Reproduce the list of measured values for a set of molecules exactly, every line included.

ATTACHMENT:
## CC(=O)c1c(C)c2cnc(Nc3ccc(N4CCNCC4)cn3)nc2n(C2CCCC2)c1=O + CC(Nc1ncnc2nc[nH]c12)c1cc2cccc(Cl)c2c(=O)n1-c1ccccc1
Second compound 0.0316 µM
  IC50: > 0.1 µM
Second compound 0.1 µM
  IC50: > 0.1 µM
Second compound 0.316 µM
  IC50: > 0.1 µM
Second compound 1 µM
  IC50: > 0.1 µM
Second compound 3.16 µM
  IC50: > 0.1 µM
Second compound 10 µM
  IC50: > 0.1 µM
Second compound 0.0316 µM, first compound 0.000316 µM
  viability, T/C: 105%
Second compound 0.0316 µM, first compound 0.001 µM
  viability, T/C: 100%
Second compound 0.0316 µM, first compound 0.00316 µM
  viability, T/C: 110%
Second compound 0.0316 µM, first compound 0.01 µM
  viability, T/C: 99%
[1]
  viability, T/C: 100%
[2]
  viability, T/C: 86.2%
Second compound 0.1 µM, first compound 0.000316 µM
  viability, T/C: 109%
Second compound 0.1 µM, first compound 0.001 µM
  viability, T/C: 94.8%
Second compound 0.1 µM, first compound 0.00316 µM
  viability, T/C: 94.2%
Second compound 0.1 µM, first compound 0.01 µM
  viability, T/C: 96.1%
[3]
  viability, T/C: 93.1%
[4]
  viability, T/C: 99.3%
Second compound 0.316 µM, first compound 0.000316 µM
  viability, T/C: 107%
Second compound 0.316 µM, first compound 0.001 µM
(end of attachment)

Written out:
## CC(=O)c1c(C)c2cnc(Nc3ccc(N4CCNCC4)cn3)nc2n(C2CCCC2)c1=O + CC(Nc1ncnc2nc[nH]c12)c1cc2cccc(Cl)c2c(=O)n1-c1ccccc1
Second compound 0.0316 µM
  IC50: > 0.1 µM
Second compound 0.1 µM
  IC50: > 0.1 µM
Second compound 0.316 µM
  IC50: > 0.1 µM
Second compound 1 µM
  IC50: > 0.1 µM
Second compound 3.16 µM
  IC50: > 0.1 µM
Second compound 10 µM
  IC50: > 0.1 µM
Second compound 0.0316 µM, first compound 0.000316 µM
  viability, T/C: 105%
Second compound 0.0316 µM, first compound 0.001 µM
  viability, T/C: 100%
Second compound 0.0316 µM, first compound 0.00316 µM
  viability, T/C: 110%
Second compound 0.0316 µM, first compound 0.01 µM
  viability, T/C: 99%
[1]
  viability, T/C: 100%
[2]
  viability, T/C: 86.2%
Second compound 0.1 µM, first compound 0.000316 µM
  viability, T/C: 109%
Second compound 0.1 µM, first compound 0.001 µM
  viability, T/C: 94.8%
Second compound 0.1 µM, first compound 0.00316 µM
  viability, T/C: 94.2%
Second compound 0.1 µM, first compound 0.01 µM
  viability, T/C: 96.1%
[3]
  viability, T/C: 93.1%
[4]
  viability, T/C: 99.3%
Second compound 0.316 µM, first compound 0.000316 µM
  viability, T/C: 107%
Second compound 0.316 µM, first compound 0.001 µM